Adding more keywords

The next thing to consider to expand your campaign and get more leads is to add more keywords. If you started with a very targeted list of keywords and are happy with the results, this would be the time to start adding some new keywords that may be a little broader than your original choices.

This applies to match types where if you just started with exact match and phrase match keywords, you could now expand to broad match modifier keywords. It also applies to the actual keywords in your campaign. An example is a chiropractor who started their campaign with keywords that specifically mention "chiropractor" and "chiropractic" in them. That's smart because you know that people typing in keywords that contain "chiropractor" or "chiropractic" in them are specifically looking for a chiropractor. You don't have to convince those people they need a chiropractor. But if things are going well in your campaign, you could start testing some new, broader words like "back pain treatment Reno" or "spinal decompression" and see if you get conversions from them.

Another example would be for a plumber who started their campaign focusing on keywords that contained phrases like "plumber" or "plumbing contractor." Once things are going well, they could consider expanding to keywords like "leaky toilet" and "water heater replacement."

Once your core keywords are working and you're getting a good cost per conversion on them, it's time to start experimenting with additional keyword variations in your campaign. Some may not convert well, but keep testing and you should be able to find additional keywords that will help you expand your campaign profitably.

Expand your geo-targeting

Another option for scaling your campaign is to expand the geographic radius by an additional five or 10 miles and see if it's profitable. Or if you had only selected a few specific cities and ZIP codes, add more to your campaign and see if you can attract prospects that live further away.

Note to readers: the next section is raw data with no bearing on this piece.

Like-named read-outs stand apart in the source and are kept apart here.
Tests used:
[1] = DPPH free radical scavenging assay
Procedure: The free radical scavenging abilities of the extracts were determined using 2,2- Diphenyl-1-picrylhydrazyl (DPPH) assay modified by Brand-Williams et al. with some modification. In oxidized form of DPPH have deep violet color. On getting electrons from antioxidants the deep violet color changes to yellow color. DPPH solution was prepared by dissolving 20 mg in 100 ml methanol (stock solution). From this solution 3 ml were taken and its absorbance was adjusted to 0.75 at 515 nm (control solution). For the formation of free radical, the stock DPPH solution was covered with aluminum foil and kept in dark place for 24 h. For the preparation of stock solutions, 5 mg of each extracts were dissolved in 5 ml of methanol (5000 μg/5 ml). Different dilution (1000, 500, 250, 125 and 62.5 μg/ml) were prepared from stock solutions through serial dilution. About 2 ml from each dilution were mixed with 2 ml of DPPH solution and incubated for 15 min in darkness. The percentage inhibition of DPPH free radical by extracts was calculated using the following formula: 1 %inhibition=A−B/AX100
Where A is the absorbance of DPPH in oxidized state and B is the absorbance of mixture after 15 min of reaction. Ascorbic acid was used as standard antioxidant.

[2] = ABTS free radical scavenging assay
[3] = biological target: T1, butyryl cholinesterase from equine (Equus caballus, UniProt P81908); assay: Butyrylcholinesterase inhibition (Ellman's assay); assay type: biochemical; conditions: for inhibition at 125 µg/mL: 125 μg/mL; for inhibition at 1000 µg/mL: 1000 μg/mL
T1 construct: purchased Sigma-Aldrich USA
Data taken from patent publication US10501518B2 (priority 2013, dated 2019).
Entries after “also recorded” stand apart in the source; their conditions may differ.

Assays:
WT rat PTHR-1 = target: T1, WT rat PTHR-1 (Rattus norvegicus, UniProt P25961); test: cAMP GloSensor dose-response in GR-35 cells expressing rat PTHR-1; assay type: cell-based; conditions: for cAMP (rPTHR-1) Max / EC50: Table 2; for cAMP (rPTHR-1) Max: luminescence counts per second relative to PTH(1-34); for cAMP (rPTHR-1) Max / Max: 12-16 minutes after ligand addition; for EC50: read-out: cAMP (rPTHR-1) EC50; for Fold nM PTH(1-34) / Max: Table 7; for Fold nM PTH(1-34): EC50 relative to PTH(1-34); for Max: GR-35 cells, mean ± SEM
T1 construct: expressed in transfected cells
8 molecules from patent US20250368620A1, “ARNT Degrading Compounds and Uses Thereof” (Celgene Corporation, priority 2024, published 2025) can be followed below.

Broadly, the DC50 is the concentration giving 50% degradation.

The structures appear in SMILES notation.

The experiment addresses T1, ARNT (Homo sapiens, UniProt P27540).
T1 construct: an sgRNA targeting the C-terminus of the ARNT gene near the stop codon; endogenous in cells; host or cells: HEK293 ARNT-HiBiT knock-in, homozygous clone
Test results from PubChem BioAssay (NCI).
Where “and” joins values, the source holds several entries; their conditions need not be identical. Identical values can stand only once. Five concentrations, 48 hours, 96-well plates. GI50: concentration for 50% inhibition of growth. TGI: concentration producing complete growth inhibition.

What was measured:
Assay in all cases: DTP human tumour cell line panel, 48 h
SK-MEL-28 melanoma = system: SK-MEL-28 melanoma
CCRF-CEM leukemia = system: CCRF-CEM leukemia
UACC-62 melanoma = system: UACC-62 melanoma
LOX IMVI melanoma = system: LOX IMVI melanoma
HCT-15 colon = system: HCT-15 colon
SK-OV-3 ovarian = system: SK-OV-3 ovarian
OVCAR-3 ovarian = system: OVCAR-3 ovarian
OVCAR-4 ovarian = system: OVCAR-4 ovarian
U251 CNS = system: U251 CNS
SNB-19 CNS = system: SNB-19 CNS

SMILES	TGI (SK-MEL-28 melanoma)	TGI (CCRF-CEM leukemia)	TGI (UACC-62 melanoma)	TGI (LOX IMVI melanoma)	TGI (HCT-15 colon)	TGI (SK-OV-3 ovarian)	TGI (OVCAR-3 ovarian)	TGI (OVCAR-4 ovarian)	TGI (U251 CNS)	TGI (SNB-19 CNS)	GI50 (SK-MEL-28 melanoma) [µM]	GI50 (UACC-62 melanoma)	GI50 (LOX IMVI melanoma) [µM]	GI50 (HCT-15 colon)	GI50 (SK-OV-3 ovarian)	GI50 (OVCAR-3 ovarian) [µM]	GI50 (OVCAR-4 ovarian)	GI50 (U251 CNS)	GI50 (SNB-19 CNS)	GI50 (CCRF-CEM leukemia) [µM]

In fact, depending on your business and how far away you can work with clients, you could potentially target the entire metro area where your business is located or even your entire state. A plumbing company who has to physically go to a client's home should only advertise in the areas they serve. However, a law firm that's licensed statewide and can work with clients largely over the phone could potentially advertise statewide.

Perry Marshall

Author, Sales and Traffic Expert, CEO and Founder of Perry S. Marshall & Associates

Perry Marshall is the president of Perry S. Marshall & Associates, a Chicago-based company that consults both online and brick-and-mortar companies on generating sales leads, web traffic and maximizing advertising results. He has written seven books including his most recent, 80/20 Sales and Marketing (Entrepreneur Press, 2013), Ultimate Guide to Facebook Advertising (Enterpreneur Press, 2014), Ultimate Guide to Google AdWords (Entrepreneur Press, 2014), and Ultimate Guide to Local Business Marketing (Entrepreneur Press, 2016). He blogs at